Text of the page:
Running for governor

Jessica Gomez checks out a fish hatchery near Bandon while visiting Coos County.

Jessica Gomez has proven she can be a highly-successful businesswoman. Now she has even bigger dreams.

Gomez, who co-owns a micro-chip facility with her husband, announced recently she is running for governor as a Republican. Last week, she brought her campaign to Coos County to discuss the needs of the community as well as the issues she feels are important for the state.

"I heard a lot about the fishing industry and how important that is to the economy," Gomez said. "People are feeling they're being ignored. I also heard about childcare. People are struggling to find decent childcare. One of the things I'd like to do is clear the barriers to allow employees to offer on-site childcare."

Gomez, who lives in Medford, said visiting rural areas of the state have shown her many feel state politicians only pay attention to the major metropolitan regions in the state. She said visiting Coos County and listening to local residents is something every candidate and every governor should do.

"It's a big piece of what the governor needs to do to build regional economies across the state," she said. "Just focusing on Portland doesn't help restoration of the state."

Gomez said she is also interested in helping the Port of Coos Bay open a shipping terminal, which would benefit the entire state.

"Looking at continued services in the Port of Coos Bay, that's huge," she said. "Oregon doesn't really have a deep-water bay."

Gomez said winning the Republican nomination won't be easy with at least 13 Republicans already running. But, she said, where she stands out is she can actually win the general election.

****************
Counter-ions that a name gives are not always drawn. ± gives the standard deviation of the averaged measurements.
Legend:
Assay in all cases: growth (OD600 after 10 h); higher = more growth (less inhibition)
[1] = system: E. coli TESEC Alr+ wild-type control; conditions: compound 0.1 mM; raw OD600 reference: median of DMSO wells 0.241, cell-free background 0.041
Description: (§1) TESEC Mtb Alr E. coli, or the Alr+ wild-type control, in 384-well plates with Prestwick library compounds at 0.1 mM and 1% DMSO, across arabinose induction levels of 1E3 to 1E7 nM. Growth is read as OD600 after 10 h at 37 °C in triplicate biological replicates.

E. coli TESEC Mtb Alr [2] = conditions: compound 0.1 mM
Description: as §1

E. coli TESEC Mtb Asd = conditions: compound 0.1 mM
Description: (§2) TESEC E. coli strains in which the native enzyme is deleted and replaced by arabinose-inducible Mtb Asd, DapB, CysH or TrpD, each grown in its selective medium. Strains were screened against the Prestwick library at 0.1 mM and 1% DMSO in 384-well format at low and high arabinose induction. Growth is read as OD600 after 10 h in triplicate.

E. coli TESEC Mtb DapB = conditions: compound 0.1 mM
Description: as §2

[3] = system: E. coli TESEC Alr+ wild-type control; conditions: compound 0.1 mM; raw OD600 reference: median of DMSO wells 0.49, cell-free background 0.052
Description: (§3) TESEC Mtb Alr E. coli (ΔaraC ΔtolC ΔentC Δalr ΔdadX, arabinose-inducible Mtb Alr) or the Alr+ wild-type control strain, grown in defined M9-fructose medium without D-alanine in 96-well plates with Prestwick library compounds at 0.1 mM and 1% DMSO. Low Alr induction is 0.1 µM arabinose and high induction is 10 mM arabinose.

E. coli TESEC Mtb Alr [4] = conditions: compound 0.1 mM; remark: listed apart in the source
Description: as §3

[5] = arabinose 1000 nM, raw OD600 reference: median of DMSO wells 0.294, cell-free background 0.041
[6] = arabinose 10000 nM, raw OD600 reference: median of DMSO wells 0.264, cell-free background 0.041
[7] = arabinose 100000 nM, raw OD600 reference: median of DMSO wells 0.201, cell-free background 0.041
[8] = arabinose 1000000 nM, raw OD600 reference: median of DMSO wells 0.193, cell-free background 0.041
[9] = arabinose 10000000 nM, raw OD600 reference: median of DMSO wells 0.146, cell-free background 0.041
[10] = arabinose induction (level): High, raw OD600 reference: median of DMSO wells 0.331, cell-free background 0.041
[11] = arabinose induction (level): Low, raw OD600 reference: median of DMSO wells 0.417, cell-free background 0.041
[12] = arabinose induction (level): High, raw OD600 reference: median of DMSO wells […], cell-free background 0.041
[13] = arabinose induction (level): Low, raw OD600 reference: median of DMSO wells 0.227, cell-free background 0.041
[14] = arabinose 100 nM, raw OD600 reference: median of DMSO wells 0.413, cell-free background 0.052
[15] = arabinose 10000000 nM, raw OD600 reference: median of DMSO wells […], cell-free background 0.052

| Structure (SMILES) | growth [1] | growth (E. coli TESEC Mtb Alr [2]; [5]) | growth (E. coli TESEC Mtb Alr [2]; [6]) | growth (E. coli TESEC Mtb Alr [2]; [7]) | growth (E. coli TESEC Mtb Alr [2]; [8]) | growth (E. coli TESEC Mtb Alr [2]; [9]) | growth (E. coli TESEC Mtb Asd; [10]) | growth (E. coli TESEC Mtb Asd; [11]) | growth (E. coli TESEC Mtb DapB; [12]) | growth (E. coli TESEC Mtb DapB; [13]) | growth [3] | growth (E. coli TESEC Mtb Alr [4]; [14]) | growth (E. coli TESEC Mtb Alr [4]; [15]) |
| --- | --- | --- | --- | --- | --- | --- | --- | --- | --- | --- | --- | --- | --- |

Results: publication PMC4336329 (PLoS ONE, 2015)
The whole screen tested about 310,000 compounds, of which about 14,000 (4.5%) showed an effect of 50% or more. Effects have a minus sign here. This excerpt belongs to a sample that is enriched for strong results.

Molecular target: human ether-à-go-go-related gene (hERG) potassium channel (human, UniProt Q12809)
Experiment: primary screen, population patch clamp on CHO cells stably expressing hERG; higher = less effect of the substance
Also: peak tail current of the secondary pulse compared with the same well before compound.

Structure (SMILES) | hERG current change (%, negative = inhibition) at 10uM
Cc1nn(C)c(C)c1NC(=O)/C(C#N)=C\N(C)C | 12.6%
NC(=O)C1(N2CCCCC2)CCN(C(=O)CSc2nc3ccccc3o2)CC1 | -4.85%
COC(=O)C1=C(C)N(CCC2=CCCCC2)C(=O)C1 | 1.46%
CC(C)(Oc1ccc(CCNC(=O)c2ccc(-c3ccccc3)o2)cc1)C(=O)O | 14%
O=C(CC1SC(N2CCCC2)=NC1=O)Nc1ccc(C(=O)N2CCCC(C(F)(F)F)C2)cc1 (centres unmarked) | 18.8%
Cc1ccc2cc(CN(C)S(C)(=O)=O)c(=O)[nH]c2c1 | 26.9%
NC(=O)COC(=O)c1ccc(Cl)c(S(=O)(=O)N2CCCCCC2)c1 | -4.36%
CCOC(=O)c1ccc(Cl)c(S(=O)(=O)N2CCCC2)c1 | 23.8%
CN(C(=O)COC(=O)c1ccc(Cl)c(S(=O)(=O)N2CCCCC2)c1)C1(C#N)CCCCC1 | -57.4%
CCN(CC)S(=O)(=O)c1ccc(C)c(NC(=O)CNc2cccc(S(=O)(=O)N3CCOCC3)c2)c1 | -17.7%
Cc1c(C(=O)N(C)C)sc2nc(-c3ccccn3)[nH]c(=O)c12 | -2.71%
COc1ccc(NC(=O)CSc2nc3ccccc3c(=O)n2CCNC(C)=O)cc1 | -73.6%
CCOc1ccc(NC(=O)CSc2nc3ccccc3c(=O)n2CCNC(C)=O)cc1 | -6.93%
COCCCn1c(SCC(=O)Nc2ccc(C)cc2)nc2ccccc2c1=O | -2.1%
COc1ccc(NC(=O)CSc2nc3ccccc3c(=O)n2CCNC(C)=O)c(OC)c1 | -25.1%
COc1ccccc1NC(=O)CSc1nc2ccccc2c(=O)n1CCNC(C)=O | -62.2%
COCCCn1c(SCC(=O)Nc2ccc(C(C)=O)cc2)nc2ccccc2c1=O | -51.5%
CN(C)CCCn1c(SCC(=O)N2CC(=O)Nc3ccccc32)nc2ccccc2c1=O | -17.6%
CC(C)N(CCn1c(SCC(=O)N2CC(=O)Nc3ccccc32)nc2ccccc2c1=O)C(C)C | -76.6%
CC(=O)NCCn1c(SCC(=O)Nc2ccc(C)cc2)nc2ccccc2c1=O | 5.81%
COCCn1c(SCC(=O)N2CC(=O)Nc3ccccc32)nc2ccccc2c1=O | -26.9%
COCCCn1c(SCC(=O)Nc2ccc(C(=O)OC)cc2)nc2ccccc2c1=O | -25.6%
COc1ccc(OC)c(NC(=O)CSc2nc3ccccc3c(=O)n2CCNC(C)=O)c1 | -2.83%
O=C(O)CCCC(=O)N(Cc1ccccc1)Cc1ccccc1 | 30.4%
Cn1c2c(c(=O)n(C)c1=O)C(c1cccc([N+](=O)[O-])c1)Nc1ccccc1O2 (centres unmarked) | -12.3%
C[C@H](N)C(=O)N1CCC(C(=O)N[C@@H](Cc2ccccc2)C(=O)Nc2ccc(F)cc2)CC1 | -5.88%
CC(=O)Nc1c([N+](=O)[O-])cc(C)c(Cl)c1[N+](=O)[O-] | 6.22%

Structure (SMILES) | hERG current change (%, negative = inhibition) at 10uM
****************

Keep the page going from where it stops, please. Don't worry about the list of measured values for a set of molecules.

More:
"We've got to have a candidate who can win the general," she said. "I can win the general election. I have business experience. I have public policy experience. It's important to have someone who hasn't been in Salem for a lifetime."

Gomez said her life experience and her ability to reach across the aisle make her the right choice in a state that is dominated by Democrats.

"I have seen what single-party rule has one for our state," she said. "We are such ideologues, we have stopped using common sense. We have a lot of rural Oregon that has been ignored. There's a lot of value we have not tapped into."

She said the right candidate does not have to be aligned with one specific party to win.

"I think it has a lot to do with the person," she said. "It has to be someone people can relate to."

And during the middle of a global pandemic, Gomez said one can fight government overreach like vaccine mandates while still acknowledging the danger of COVID-19.

While Gomez has been vaccinated, she is opposed to government mandates.

"I don't support the vaccine mandate," she said. "That should be personal choice. It's also a big negative on our workforce."

Gomez said it is time for a change in Oregon. The state as a whole is slipping largely due to the governor and government in Salem.

"We are not in a position where out state is thriving," she said. "We have a huge public safety issue, we have huge issues with education. What are the things that really impact people when they wake up in the morning.

As the campaign heats up, Gomez said she will continue to travel the state to reach as many voters as possible.

"We need to take Oregon forward, but in a new direction," she said. "I think Oregon has a lot of potential. We should be empowering businesses, not trying to stifle them, over-regulate them."


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